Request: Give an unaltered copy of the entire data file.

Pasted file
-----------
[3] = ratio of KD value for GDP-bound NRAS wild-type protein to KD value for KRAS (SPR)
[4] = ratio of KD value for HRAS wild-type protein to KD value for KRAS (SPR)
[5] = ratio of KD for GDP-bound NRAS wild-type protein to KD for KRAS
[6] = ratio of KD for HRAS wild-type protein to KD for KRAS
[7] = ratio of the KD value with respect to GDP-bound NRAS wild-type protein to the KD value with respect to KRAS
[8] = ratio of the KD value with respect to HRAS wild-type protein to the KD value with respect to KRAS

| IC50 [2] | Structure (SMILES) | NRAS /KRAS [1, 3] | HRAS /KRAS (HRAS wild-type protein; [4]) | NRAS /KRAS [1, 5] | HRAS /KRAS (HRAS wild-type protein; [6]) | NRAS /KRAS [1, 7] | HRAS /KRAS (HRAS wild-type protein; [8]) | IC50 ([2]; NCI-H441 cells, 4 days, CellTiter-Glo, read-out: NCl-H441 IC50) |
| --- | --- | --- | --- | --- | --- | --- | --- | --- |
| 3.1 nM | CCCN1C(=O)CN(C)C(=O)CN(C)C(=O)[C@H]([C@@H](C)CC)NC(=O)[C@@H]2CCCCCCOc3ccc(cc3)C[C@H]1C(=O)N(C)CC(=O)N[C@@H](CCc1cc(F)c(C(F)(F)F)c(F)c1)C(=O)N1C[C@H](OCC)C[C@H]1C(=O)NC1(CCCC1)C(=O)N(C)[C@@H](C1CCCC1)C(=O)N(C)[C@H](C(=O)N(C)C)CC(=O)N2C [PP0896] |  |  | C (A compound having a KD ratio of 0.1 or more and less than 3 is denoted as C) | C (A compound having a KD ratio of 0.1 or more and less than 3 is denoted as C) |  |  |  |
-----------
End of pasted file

[3] = ratio of KD value for GDP-bound NRAS wild-type protein to KD value for KRAS (SPR)
[4] = ratio of KD value for HRAS wild-type protein to KD value for KRAS (SPR)
[5] = ratio of KD for GDP-bound NRAS wild-type protein to KD for KRAS
[6] = ratio of KD for HRAS wild-type protein to KD for KRAS
[7] = ratio of the KD value with respect to GDP-bound NRAS wild-type protein to the KD value with respect to KRAS
[8] = ratio of the KD value with respect to HRAS wild-type protein to the KD value with respect to KRAS

| IC50 [2] | Structure (SMILES) | NRAS /KRAS [1, 3] | HRAS /KRAS (HRAS wild-type protein; [4]) | NRAS /KRAS [1, 5] | HRAS /KRAS (HRAS wild-type protein; [6]) | NRAS /KRAS [1, 7] | HRAS /KRAS (HRAS wild-type protein; [8]) | IC50 ([2]; NCI-H441 cells, 4 days, CellTiter-Glo, read-out: NCl-H441 IC50) |
| --- | --- | --- | --- | --- | --- | --- | --- | --- |
| 3.1 nM | CCCN1C(=O)CN(C)C(=O)CN(C)C(=O)[C@H]([C@@H](C)CC)NC(=O)[C@@H]2CCCCCCOc3ccc(cc3)C[C@H]1C(=O)N(C)CC(=O)N[C@@H](CCc1cc(F)c(C(F)(F)F)c(F)c1)C(=O)N1C[C@H](OCC)C[C@H]1C(=O)NC1(CCCC1)C(=O)N(C)[C@@H](C1CCCC1)C(=O)N(C)[C@H](C(=O)N(C)C)CC(=O)N2C [PP0896] |  |  | C (A compound having a KD ratio of 0.1 or more and less than 3 is denoted as C) | C (A compound having a KD ratio of 0.1 or more and less than 3 is denoted as C) |  |  |  |